DEALING WITH A RIGHT OF ACTION
This Part of the Chapter gives an overview of the matters that the official receiver will have to take into account when dealing with a right of action. Detailed discussion of the issues arising in this Part can be found in other Parts of the Chapter, by following the appropriate links.
There is no easy way of identifying a right of action, where the director or bankrupt has not included details in the preliminary information questionnaire or statement of affairs. Often it will be a case of putting two and two together from information provided during the interview – where, for example, the bankrupt provides information that he/she has been sacked from a job or involved in an accident.
The insolvent will often have engaged solicitors or other agents who should be written to using the standard letter [note 1] even if there is no indication of a right of action.
Sometimes, the existence of the right of action may not come to the attention of the official receiver until the other side (the defendant) writes asking for a view on the official receiver, as trustee or liquidator, carrying on the action.
In order that the official receiver, as liquidator or trustee, can assess which is the best course of action to take in relation to the right of action, he/she should attempt to seek the following information from the claimant:
The official receiver may use the letter attached at Annex A for this purpose.
Not all rights of action will vest in the official receiver as trustee.
When dealing with a right of action, one of the first things to establish is whether the right of action is one that vests in the official receiver as trustee.
Guidance on this can be found in Part 3.
The official receiver, as liquidator or trustee, should not deal with a right of action (including selling that right of action – see paragraph 31.9.101), or otherwise dealing with it positively, which is without merit.
It is important to get a realistic view of the merits of the claim (see paragraph 31.9.20), including whether it is statute-barred (see paragraph 31.9.143). The official receiver should not rely solely on the views of the insolvent, which are liable to be over-optimistic, and should, instead, seek to obtain independent information from third party sources (see paragraph 31.9.20).
In order to assist in the assessment of the merits of a right of action, the official receiver should consider any (existing) legal advice received by the company or bankrupt in respect of the action.
Where no such legal advice exists, the official receiver may consider appointing their own legal advisors to advise them r on the merits of the action. If the advice is required in connection with an assignment (see paragraph 31.9.102), ideally the costs of the advice should be paid by the potential assignee (see paragraph 31.9.105); otherwise the official receiver may fund the costs from the estate.
If the payment required is over £2,500, the guidance in paragraph 1.10e regarding the requirement to obtain the permission of Professional Standards Team should be followed before committing to any expenditure.
The official receiver has a duty, when acting as liquidator or trustee, to realise assets (of which a right of action is one type) to the maximum benefit of the creditors [note 2]. The maximum benefit of creditors might be served by an early realisation of an asset even if that means achieving a lower amount in realisation. He/she should, however, consider the rights and interests of other parties – for example, the bankrupt or the defendant (the person against whom the bankrupt has a right of action).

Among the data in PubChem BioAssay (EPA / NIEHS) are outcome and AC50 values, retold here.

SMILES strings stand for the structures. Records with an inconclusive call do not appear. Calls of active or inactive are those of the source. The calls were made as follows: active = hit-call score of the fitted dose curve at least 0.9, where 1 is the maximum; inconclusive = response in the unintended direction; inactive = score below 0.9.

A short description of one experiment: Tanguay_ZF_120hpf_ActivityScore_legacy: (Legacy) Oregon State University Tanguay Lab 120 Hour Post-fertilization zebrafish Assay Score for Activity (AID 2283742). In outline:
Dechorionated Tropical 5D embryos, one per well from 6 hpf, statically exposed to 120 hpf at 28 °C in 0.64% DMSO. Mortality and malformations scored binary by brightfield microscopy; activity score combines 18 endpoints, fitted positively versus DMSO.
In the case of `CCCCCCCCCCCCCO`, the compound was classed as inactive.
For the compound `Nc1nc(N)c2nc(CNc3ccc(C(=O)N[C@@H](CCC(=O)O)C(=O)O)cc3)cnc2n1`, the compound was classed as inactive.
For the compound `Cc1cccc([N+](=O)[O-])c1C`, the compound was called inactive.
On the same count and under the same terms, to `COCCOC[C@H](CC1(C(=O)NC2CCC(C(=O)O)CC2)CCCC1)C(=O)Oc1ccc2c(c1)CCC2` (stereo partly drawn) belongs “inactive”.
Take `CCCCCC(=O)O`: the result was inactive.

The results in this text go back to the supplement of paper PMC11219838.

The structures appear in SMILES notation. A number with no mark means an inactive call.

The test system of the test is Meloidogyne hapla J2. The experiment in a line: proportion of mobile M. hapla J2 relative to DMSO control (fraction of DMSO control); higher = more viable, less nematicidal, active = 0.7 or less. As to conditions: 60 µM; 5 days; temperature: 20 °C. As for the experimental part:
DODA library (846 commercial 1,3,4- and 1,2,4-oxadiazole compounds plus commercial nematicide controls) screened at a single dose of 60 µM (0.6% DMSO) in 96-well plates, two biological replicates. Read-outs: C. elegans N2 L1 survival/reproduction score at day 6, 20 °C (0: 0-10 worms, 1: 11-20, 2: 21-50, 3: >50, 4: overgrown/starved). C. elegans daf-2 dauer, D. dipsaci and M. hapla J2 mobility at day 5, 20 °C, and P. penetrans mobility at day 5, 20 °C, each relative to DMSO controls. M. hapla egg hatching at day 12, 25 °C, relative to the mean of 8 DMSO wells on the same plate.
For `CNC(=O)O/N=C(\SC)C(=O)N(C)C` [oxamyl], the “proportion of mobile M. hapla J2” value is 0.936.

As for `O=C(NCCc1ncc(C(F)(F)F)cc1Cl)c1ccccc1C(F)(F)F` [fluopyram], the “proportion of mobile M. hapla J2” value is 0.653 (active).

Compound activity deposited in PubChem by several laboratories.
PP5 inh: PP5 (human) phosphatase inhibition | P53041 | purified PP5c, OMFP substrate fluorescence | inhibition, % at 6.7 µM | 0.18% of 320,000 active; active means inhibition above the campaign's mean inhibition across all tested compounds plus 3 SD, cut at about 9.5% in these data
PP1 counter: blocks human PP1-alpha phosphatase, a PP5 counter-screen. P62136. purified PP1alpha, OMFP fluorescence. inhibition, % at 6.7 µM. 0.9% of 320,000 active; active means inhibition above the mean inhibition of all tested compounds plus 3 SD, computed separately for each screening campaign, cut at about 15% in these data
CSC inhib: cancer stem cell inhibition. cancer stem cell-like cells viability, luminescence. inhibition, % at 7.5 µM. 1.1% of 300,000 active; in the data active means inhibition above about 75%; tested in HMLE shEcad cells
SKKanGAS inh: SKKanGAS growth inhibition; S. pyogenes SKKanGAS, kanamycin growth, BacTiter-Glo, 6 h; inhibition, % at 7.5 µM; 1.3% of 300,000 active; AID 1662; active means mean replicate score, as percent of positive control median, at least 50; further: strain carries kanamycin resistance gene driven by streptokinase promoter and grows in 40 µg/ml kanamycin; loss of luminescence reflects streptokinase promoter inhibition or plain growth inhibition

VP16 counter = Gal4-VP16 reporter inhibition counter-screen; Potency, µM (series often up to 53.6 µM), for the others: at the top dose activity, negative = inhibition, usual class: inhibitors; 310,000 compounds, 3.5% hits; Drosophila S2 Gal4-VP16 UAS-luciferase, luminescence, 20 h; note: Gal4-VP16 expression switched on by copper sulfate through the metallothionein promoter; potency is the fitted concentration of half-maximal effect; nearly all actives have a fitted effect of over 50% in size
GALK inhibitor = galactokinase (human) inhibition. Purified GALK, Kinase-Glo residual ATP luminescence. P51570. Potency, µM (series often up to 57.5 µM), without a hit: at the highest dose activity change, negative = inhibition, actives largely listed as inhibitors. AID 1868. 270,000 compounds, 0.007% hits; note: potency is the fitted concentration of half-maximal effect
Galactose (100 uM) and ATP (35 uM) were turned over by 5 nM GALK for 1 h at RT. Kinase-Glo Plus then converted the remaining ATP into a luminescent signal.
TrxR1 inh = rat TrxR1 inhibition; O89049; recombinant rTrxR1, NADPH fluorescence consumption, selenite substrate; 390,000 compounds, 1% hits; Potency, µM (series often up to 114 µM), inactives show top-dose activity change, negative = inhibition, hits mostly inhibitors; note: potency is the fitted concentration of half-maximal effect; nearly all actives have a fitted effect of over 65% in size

See, particularly, paragraph 31.9.118 for information on circumstances where the official receiver may need to take account of the rights and interests of other parties.
There are, essentially, six ways that a right of action may be dealt with by the official receiver, as trustee or liquidator. Four of these options might be termed ‘positive’:
The remaining two options might be termed ‘negative’ (see Part 10):
Often, a case will already be going through litigation when it comes to the attention of the official receiver, and it is not unusual for there to be an imminent (sometimes a very imminent) hearing. The insolvent’s solicitors will frequently try to encourage the official receiver to seek an adjournment.
The seeking of an adjournment of an ongoing claim - including written application – may be considered by the court to be a formal application which, particularly if opposed, could result in the court refusing to make the adjournment order and making an adverse costs order against the official receiver.
Seeking an adjournment would constitute the bringing of legal proceedings – for which the permission of Professional Standards is required (see paragraph 1.10g) unless suitable indemnities are in place.
In the event that the official receiver is unable to positively deal with the right of action (for example, by way of settlement – see Part 5 or assignment – see Part 6) prior to the next scheduled hearing, they may, in advance of seeking an adjournment, request that the other side (the defendants) agree to the adjournment with each side bearing its own costs in the application.
Alternatively, if the official receiver believes that there is no merit in seeking an adjournment, they may, instead, write to the court stating that they do not intend to be present or represented at the hearing as there are no funds in the estate. The court will then make such order as it sees fit (which may well be an adjournment).
Regardless of the rights or interests of third parties (see paragraph 31.9.21), certain rights of action are not worth pursuing as they will be of no benefit to the estate. Examples are given in paragraphs 31.9.25 and 31.9.26).